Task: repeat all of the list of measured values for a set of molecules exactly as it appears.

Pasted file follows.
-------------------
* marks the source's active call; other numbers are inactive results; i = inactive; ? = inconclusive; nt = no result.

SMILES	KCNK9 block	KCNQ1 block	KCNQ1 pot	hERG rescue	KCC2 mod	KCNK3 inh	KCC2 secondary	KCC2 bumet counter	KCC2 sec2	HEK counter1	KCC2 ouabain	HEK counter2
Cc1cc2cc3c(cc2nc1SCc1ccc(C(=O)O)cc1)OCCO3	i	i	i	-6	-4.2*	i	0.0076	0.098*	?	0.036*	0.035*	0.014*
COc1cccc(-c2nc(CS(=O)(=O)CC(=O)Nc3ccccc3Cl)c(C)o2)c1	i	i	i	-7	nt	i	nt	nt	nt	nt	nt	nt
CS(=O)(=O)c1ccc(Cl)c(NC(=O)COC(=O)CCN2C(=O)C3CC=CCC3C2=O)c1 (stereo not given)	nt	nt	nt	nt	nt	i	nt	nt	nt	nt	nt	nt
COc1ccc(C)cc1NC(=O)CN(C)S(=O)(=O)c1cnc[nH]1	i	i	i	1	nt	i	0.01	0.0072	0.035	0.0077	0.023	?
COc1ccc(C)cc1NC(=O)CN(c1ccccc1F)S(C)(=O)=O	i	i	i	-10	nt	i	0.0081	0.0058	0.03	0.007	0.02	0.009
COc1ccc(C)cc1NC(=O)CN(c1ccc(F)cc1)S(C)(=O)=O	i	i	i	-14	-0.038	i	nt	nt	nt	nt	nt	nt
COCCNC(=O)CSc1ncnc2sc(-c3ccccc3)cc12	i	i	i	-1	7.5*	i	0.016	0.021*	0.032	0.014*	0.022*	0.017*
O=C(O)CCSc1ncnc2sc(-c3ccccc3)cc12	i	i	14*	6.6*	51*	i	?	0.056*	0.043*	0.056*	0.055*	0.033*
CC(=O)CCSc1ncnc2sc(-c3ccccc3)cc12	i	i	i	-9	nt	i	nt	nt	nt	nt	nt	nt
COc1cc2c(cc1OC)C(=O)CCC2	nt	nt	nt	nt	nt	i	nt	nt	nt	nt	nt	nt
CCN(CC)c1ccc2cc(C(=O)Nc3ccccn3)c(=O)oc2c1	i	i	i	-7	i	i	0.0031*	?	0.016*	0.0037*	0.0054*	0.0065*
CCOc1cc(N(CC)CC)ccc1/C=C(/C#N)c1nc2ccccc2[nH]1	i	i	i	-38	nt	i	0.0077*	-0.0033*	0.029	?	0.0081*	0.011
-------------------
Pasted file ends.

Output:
* marks the source's active call; other numbers are inactive results; i = inactive; ? = inconclusive; nt = no result.

SMILES	KCNK9 block	KCNQ1 block	KCNQ1 pot	hERG rescue	KCC2 mod	KCNK3 inh	KCC2 secondary	KCC2 bumet counter	KCC2 sec2	HEK counter1	KCC2 ouabain	HEK counter2
Cc1cc2cc3c(cc2nc1SCc1ccc(C(=O)O)cc1)OCCO3	i	i	i	-6	-4.2*	i	0.0076	0.098*	?	0.036*	0.035*	0.014*
COc1cccc(-c2nc(CS(=O)(=O)CC(=O)Nc3ccccc3Cl)c(C)o2)c1	i	i	i	-7	nt	i	nt	nt	nt	nt	nt	nt
CS(=O)(=O)c1ccc(Cl)c(NC(=O)COC(=O)CCN2C(=O)C3CC=CCC3C2=O)c1 (stereo not given)	nt	nt	nt	nt	nt	i	nt	nt	nt	nt	nt	nt
COc1ccc(C)cc1NC(=O)CN(C)S(=O)(=O)c1cnc[nH]1	i	i	i	1	nt	i	0.01	0.0072	0.035	0.0077	0.023	?
COc1ccc(C)cc1NC(=O)CN(c1ccccc1F)S(C)(=O)=O	i	i	i	-10	nt	i	0.0081	0.0058	0.03	0.007	0.02	0.009
COc1ccc(C)cc1NC(=O)CN(c1ccc(F)cc1)S(C)(=O)=O	i	i	i	-14	-0.038	i	nt	nt	nt	nt	nt	nt
COCCNC(=O)CSc1ncnc2sc(-c3ccccc3)cc12	i	i	i	-1	7.5*	i	0.016	0.021*	0.032	0.014*	0.022*	0.017*
O=C(O)CCSc1ncnc2sc(-c3ccccc3)cc12	i	i	14*	6.6*	51*	i	?	0.056*	0.043*	0.056*	0.055*	0.033*
CC(=O)CCSc1ncnc2sc(-c3ccccc3)cc12	i	i	i	-9	nt	i	nt	nt	nt	nt	nt	nt
COc1cc2c(cc1OC)C(=O)CCC2	nt	nt	nt	nt	nt	i	nt	nt	nt	nt	nt	nt
CCN(CC)c1ccc2cc(C(=O)Nc3ccccn3)c(=O)oc2c1	i	i	i	-7	i	i	0.0031*	?	0.016*	0.0037*	0.0054*	0.0065*
CCOc1cc(N(CC)CC)ccc1/C=C(/C#N)c1nc2ccccc2[nH]1	i	i	i	-38	nt	i	0.0077*	-0.0033*	0.029	?	0.0081*	0.011